To see why, consider the link between corruption and personal loyalties. “Corruption networks” tend to be based upon family, clan, tribal, and patronage bonds. In societies where corruption is rife, you generally find strong personal loyalties, usually centered on kinship. To get anything done, you have to know the right people. Patterns of nepotism and favoritism reinforce those “strong-tie” bonds at the expense of impersonal rules and state institutions.
But personal loyalties do not merely support corruption — they also lead to coups. As scholars have noticed, coup organizers tend to draw upon the same “strong-tie” kinship and patronage connections to recruit followers. This is because any criminal endeavor — and especially a coup, which is a complex operation requiring the participation of hundreds of individuals — brings the risk of discovery and criminal punishment. As a result, conspirators turn to people they can trust.
Even in rule-of-law states with weak personal loyalties, of course, some corrupt activities occur within government. For example, politicians, civil servants, and military personnel can be susceptible to the temptations of bribery — a crime which may only involve two people, and can remain forever secret. Balancing risks and rewards, it may be individually rational to offer or accept a bribe.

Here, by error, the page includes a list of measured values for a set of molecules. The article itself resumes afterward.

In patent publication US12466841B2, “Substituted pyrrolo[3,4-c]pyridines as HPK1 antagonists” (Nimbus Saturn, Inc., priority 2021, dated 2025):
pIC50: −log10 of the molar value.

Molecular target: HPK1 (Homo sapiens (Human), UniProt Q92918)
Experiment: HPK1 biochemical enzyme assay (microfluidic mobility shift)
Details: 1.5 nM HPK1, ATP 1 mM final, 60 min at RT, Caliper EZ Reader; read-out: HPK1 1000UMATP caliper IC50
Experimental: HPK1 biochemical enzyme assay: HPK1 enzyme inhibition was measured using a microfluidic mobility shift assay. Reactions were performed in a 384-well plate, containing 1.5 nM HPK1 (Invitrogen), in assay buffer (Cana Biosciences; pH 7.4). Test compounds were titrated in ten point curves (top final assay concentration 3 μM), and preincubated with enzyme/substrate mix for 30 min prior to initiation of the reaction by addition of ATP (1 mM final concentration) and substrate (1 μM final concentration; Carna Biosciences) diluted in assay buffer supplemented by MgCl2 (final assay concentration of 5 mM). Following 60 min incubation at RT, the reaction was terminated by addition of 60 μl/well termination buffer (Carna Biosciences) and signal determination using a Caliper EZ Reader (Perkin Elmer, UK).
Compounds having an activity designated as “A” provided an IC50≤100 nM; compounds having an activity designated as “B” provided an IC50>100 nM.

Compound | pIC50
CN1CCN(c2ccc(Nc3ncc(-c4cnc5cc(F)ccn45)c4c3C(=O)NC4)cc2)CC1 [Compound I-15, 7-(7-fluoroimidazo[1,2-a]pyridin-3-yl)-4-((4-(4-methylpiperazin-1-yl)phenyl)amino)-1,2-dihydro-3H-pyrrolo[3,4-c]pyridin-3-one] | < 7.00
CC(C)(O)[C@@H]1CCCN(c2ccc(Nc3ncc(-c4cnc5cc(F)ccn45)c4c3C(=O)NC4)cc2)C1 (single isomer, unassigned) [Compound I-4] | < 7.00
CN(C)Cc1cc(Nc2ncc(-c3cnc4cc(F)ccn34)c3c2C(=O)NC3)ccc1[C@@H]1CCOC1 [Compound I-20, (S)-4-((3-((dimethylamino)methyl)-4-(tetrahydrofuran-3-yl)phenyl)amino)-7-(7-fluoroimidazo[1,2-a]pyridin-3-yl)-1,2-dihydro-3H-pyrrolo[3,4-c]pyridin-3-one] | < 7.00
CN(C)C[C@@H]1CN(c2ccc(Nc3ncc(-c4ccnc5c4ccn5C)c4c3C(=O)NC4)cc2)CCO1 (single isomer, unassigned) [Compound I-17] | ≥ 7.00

But when it comes to a coup d’état, these personal calculations change pretty dramatically. To mount a coup, hundreds of individuals must join a treasonous conspiracy in advance and then participate in an operation that goes public at the very moment of execution. In a rule-of-law society, a coup organizer would have to approach hundreds of fellow military officers, bureaucrats, or politicians — with whom he or she would only be connected through “weak ties” — and any one of them could betray the plot, perhaps for personal gain.
In this context, one would have to be irrational or desperate to approach even one other person, in any kind of serious way, about a coup d’état. This is because their instinct for self-preservation will push them to report the incident, rather than to join a highly dubious, dangerous, and treasonous conspiracy. In short, the rule of law renders coup conspiracies untenable by creating a monumental collective action problem.
This is probably why Nixon preserved plausible deniability in his conversation with the Joint Chiefs. We see similar hedging in other “coup solicitation” episodes. (But let’s be clear: In the United States at least, these incidents are exceedingly rare.)
During the Civil War, Gen. George McClellan seems to have considered the possibilities for taking down President Abraham Lincoln. Shortly after the Emancipation Proclamation, McClellan invited three fellow Union generals to dine with him. After dinner, McClellan told them that his admirers were urging him to take a public stance against the proclamation. The generals were shocked. They pleaded with him to avoid any confrontation with the president and told him that no soldiers would stand by him. McClellan agreed, but some historians believe he may have been probing the officers’ attitudes.
As these episodes suggest, high-ranking officials in rule-of-law states are not so uniformly virtuous that they refuse to contemplate an extra-constitutional adventure. Instead, it looks as though they cannot orchestrate a coup d’état because: (1) they cannot recruit followers; and (2) they even fear to broach the subject openly in conversation.
Under rule-of-law conditions, as a practical matter, the idea of a coup grows outlandish and absurd. No one can alter this dynamic, and constitutional government persists for decades and centuries.